â€˜Lays of Contemporary Chivalryâ€™
chivalry, doggerel, knight, knighthood, lampoon, satire, peerage, popular anti-medievalism, social pretention
These light-hearted verses describe the endeavours of a motley band of â€˜gallantsâ€™ with dubious social origins, who jostle and vie for the hand of Lady Podophylline Musa Miggs, daughter of the Baron of Potts Point, in Sydney. These are but two of the made-up names of the various â€˜aristocraticâ€™ protagonists and suitors. Others are: Lord Golfo McGuff, Sir Perryman Pym, and the Marquis of Manganese. Add to these the two front-runners, Sir Peblar de Bart, and Sir Jago Phipp, and the tale gets underway with a smirk. It is clear from the outset that, â€œIt is difficult to grasp the point of the [...] rather silly narrativeâ€ (Louise D'Arcens, Old Songs in the Timeless Land: Medievalism in Australian Literature 1840-1910, Turnhout: Brepols, 2011, p.145). Indeed, there is little more than lunacy (or moon sickness) contained within the poemâ€™s doggerel verses. Even keeping track of the events leading to the outcome requires perspicacity. This is popular medievalism run amok in the Antipodes: a satirical commentary on these not so â€˜gentle-bornâ€™ knights, a fair maiden, and her father â€˜the baron,â€™ along with a veritable fortune or dowry comprised almost entirely of chickens and pigs! The maiden finally succumbs to the blandishments of a coachman, while the others jettison their chances through various foolhardy intrigues and disappear to places obscure.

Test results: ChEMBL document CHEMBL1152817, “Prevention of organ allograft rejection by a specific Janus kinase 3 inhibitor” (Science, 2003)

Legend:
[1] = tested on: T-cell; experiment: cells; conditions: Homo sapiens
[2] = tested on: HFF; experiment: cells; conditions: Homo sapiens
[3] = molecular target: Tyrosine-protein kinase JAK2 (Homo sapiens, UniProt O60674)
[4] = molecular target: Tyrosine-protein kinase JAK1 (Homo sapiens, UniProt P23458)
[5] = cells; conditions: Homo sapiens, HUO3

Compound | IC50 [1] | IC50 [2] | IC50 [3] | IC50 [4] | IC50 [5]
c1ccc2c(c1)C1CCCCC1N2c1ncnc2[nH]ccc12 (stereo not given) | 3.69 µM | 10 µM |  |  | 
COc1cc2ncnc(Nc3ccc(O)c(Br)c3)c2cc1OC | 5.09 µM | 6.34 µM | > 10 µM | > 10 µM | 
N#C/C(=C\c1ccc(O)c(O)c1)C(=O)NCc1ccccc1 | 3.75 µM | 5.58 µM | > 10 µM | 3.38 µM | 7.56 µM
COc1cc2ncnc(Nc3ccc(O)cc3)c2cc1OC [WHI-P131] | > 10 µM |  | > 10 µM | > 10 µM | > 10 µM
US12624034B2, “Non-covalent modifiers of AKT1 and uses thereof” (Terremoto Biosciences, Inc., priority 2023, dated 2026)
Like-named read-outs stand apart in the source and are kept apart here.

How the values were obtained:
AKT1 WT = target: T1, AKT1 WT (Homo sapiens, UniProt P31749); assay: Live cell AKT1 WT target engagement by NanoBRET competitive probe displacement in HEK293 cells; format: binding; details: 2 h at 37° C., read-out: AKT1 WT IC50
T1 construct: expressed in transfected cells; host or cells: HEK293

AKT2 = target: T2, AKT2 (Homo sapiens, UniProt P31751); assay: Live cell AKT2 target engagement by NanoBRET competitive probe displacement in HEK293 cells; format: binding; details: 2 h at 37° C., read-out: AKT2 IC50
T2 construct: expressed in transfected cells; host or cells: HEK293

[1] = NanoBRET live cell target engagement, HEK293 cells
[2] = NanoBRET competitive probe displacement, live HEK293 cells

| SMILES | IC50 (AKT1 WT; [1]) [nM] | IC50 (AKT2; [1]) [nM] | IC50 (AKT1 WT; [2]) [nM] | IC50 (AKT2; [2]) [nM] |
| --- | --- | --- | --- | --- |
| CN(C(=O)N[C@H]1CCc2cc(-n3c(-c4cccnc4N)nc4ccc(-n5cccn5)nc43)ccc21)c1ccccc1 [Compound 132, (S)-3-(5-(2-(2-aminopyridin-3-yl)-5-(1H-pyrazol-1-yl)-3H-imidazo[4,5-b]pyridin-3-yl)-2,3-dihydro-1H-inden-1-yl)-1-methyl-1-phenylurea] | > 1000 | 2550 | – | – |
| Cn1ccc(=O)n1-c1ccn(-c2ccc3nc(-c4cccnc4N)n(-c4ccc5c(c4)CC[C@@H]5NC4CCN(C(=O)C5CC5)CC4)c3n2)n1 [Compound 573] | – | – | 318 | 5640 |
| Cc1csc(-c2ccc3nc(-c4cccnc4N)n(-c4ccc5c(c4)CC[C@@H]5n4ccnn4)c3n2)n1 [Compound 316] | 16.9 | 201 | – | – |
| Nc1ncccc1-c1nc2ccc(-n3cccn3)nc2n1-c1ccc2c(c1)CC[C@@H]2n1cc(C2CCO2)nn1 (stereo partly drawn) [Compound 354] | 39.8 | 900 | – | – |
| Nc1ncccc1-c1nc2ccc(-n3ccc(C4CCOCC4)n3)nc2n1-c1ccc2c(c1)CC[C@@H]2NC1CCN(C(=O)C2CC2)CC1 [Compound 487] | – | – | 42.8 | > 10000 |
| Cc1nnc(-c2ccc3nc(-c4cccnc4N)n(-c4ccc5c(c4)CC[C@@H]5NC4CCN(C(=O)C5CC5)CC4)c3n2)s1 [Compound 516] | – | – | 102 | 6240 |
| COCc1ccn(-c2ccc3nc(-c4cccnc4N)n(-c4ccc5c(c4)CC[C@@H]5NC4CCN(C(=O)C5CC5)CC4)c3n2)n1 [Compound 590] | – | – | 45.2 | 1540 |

16 May 1885 (p. 22).
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